The surprise decision of Commonwealth Games organisers to overlook athletes at the closing ceremony has sparked a mass walkout and triggered enormous backlash from fans.
While the 21st edition of the Games was regarded as a success, the finale left a sour taste in the mouths of many after the stars of the show, the athletes themselves, were largely ignored.
The Seven Network explained on Sunday that it was a decision of the organising committee and the host broadcasters to not include athletes walking into the stadium as part of the ceremony, robbing flagbearers – in Australia’s case, the retiring Kurt Fearnley – of a deserved moment in the spotlight.
It also denied athletes the chance to celebrate their achievements for one last time, with the sportsmen and women essentially relegated to members of the crowd as a long list of Australian musicians played through the evening.
Through either anger at not being involved, or sheer boredom at what was truly a lacklustre show, most athletes left during the ceremony.
Former swimmer and Seven host Johanna Griggs pulled no punches in her assessment of the ceremony.
“We’re the Australian rights holder so we can only show the pictures that are provided by the actual host broadcasters,” she explained.
“They made the decision not to have the athletes enter the stadium. They made the decision not to show the flagbearers.
— 7CommGames (@7CommGames) April 15, 2018
“And I am furious. We are actually wrecking a tradition that is so important … you want to see the athletes come and you want to see them jumping in front of a camera.
“There are no athletes in here and I’ve never seen a stadium so empty halfway through a ceremony.”
Griggs later added that the decision was “so wrong” while her co-host Basil Zempilas said speeches from dignitaries were “way too long” and “dare I say, a little self-indulgent”.
Gold Coast Commonwealth Games chairman Peter Beattie tweeted an apology for the ceremony on morning.
“The speeches were too many and too long. I was part of that and I acknowledge it. Again, we got that wrong,” he wrote.
“It is very simple. I should not have spoken.
The former Queensland premier said the decision not to opt for the traditional parade of athletes was made for the “welfare of the athletes”.
This decision to bring the athletes into the stadium before the broadcast was operationally driven given there were restrictions on being able to keep the athletes waiting in comfort. We were driven by the welfare of athletes #gc2018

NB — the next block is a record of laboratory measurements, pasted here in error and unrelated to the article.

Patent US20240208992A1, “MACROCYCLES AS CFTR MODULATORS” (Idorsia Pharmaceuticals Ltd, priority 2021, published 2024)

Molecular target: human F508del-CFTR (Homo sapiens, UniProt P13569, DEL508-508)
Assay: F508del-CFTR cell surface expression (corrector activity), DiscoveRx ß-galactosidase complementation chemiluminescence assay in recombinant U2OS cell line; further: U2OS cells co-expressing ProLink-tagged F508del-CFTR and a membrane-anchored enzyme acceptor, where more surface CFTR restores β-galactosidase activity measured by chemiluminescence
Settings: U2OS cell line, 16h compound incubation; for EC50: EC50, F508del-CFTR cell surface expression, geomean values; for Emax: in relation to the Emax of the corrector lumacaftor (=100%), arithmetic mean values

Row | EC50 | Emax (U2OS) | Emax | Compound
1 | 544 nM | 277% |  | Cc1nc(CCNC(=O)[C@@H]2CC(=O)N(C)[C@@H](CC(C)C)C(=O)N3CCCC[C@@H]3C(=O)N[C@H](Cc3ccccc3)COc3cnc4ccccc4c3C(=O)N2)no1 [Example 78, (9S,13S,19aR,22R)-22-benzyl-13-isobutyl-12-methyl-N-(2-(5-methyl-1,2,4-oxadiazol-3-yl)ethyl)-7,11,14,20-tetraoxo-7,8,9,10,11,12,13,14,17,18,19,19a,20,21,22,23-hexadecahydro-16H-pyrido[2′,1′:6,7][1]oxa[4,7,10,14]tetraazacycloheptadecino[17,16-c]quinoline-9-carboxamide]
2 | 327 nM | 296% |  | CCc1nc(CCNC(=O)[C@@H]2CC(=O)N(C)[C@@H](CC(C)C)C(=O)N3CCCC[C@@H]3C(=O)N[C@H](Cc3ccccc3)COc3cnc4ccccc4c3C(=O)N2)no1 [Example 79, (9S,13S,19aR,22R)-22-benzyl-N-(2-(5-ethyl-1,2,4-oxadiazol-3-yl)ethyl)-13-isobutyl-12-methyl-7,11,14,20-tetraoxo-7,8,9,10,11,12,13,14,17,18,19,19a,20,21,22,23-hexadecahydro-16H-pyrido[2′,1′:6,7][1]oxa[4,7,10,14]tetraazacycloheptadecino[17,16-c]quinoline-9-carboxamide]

— Peter Beattie (@SmartState1) April 15, 2018
“We wanted athletes to be part of, and enjoy, the closing ceremony. However, having them come in to the stadium in the pre-show meant the TV audience were not able to see the athletes enter the stadium, alongside flag bearers. We got that wrong.”
What was meant to be a celebration of the Games started with many sections of the crowd half-full.
And athletes clearly had an indication of what was to come, with Australian basketballer Alice Kunek telling News Corp after just 10 minutes that she was leaving.
“We’re going back to the village. It’s a bit boring,” she said.
Several Australian athletes left early and were joined by competitors from other nations.
On a hot Gold Coast night, those in attendance were treated to a duet by Amy Shark and Archie Roach, a ‘poetry slam rap’ and performances from the likes of Ricki-Lee Coulter, Anthony Callea, Yothu Yindi and Guy Sebastian.
The 15,000 volunteers – who wore ever-present smiles and were one of the highlights of the Games – enjoyed their time in the sun and even Usain Bolt made an appearance.
After hugging Callea, Bolt bizarrely pretended he was ‘on the decks’ but his supposed DJ cameo did not fool anybody.
Given Bolt was available to feature at the ceremony, the use of him in such a odd and brief role spoke volumes about the evening.
Gold Coast Commonwealth Games chairman Peter Beattie hailed the event as “fantastic”.
“We’ve brought meaning to the definition of ‘The Friendly Games’,” he said.
He said the Games would be “remembered for the first time there were equal medal events for women and men” and that they saw “the full and authentic integration of para-athletes into the Games program”.
It was hard to argue with him on either point.
New Zealand’s David Liti was given the David Dickson award for being the outstanding athlete of the Games before Queensland Premier Annastacia Palaszczuk, infamously snubbed from a speaking role at the opening ceremony, gave a speech that was almost instantly forgotten.
Then it was time for the handover to Birmingham, hosts of the 2022 Commonwealth Games, and a lengthy musical finish to the evening.
Not that there were many athletes to watch it.
It was a sad way for the Games to end, after 11 days of glorious moments not limited to Fearnley’s gold in his last race for Australia, Mitch Larkin’s five golds in the pool, the incredible backstories behind the successes of Steele von Hoff and Anja Stridsman, the emergence of 17-year-old swimming star Ariarne Titmus and our superb cycling effort.